Sand Mandala

Yesterday, I had the opportunity to witness a great event and see a beautiful piece of art being created and then returned to where it came from. It was a sand Mandala created by six Tibetan Buddist monks from Drepung Loseling Phukhang Monastery in South India. The Drepung Monastery was established in Lhasa in 1416. Loseling, or the Hermitage of the Radiant Mind, is its largest department and at one point had ten to fifteen thousand monks. The monastery is in exile with headquarters in the Indian state of Karnataka. A Mandala means a palace, a palace in which the deities reside. By creating it, their minds can enter it.

It took six monks three days to create an amazing work of art that symbolizes universal compassion – something we sorely need these days. The first stop on a six month tour, named “Sacred Tibetan Art” took place in Battle Ground, WA public library.

The colored sand is placed in long metal tubes that have a serrated area in the middle. Another instrument is rubbed against this area which vibrates the grains of sand out of the end of the tube.

When the Mandala has been completed, there is an intricate closing ceremony that includes chanting, playing of instruments and then the dismantling of the mandala.

Its destruction is almost as symbolic as its creation. Lines are first etched into Mandala and then a brush is used to sweep the sand towards the middle.

The sand is collected in a jar which is then taken to a local river. Small packets of the sand are also dispersed to those in attendance for similar dispersal. The sand was taken to the Lewis river where the ceremony continued. After chanting, the deities of the river are asked for permission to return the sand to the water by providing an offering of milk. The sand is then returned with the view that it will then be carried downstream towards the ocean and as it does so will spread the universal compassion with which it was used.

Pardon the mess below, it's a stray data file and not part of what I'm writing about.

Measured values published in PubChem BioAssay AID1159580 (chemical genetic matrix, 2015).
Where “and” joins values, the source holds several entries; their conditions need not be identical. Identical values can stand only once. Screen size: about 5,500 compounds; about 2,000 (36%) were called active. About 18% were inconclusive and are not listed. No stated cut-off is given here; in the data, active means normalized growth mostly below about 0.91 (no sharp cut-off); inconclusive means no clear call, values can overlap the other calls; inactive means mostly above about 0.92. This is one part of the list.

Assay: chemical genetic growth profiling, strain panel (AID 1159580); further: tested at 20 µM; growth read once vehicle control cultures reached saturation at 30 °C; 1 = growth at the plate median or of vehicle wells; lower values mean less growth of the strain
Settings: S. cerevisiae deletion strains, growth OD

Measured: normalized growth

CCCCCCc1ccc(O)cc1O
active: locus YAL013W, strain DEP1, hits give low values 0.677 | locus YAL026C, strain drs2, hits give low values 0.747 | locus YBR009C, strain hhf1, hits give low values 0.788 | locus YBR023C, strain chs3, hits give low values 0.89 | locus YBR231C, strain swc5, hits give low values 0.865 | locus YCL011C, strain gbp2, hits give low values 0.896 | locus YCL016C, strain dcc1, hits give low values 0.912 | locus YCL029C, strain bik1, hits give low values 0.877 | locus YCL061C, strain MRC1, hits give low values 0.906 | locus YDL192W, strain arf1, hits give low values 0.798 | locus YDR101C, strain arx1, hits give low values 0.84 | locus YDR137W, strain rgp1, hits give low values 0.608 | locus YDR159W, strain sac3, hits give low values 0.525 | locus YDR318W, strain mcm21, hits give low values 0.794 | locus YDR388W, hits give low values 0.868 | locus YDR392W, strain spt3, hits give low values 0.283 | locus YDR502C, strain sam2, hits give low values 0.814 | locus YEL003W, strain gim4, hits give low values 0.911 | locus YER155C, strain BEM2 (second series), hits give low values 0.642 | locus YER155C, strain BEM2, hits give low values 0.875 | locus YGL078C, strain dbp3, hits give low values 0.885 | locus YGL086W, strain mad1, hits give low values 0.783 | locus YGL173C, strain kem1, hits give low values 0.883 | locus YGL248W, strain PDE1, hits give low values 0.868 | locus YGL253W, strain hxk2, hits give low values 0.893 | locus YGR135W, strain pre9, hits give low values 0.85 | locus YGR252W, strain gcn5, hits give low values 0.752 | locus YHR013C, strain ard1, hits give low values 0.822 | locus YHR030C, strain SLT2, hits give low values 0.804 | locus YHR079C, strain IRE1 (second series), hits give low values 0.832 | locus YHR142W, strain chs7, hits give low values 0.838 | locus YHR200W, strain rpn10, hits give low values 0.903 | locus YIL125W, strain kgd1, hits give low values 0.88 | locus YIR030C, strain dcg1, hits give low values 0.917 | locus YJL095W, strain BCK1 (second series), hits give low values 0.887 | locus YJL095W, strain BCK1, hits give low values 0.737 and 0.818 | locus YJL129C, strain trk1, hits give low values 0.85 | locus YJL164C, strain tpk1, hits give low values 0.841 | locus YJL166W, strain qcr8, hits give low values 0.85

This was a moving event that I am honored to have witnessed. They will be doing similar Mandala up and down the West Coast and if you get a chance to see one being created or to enjoy an opening or closing ceremony I would strongly suggest that you do.

Brought to you by Brian Bailey

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4 thoughts on “Sand Mandala

  • September 17, 2019 at 12:18 PM

    Seeing the laypersons surrounding the destruction of the mandala generates a sense of disillusionment through the sympathy of dependent origination with their awestruck semblances. The pristine beauty of the mandala being transitioned into impermanence is a lesson that every sentient being in the cosmos must endure, including the entirety of every molecule in the world system that he or she sustains the short and precious life within. Suffering is real, none of us are exempt from death- every living being, without exception, must face this impermanence no matter how elaborate and compounded the nature of his or her aggregates may be.

    It has always amazed me, the detatchment that refuge in monks holds propensity for, whatever lineage one is in.

  • January 20, 2016 at 12:44 PM

    Very Impressive photographs !!
    I wish to point out here,

    1) The Drepung Loseling Phukhang Monastery is in the city of Lhasa. It is not in South India. Lhasa is a city and administrative capital of the Tibet Autonomous Region of the People’s Republic of China.

    2) The monastery is not in exile. Monastery is like a school.

    3) The “living master Lobsang Tenzin” was in exile. He has now ascended throng of Sharpa Choeje, the second highest lama in Gelupa sect.

  • August 9, 2012 at 8:37 AM

    This construction-destruction happens at every corner of life. Symbolism is littered everywhere. This had Buddhist monks and a ceremony attached to it, and that seems unique to the western world. I wish we showed a similar respect to the intricate things such as electronics that we create and dump daily. But if we did that everytime then that will become mundane as well. In India these rituals have lost their symbolic meaning because it happens too often. The monks teach us to slow-down and not hold on to things. These things have been cliched over the years but they are getting harder and harder to do in our lives. I am going through my own issues with hanging on to life and not letting them go. But sharing these esoteric things via blog atleast reminds us of those cliches. Thank you.

  • August 4, 2012 at 10:14 AM

    Thank you for sharing you beautiful photos. I went to this in Minnesota and still have my sand that the Monks gave to me.
    It is nice to get to our roots.


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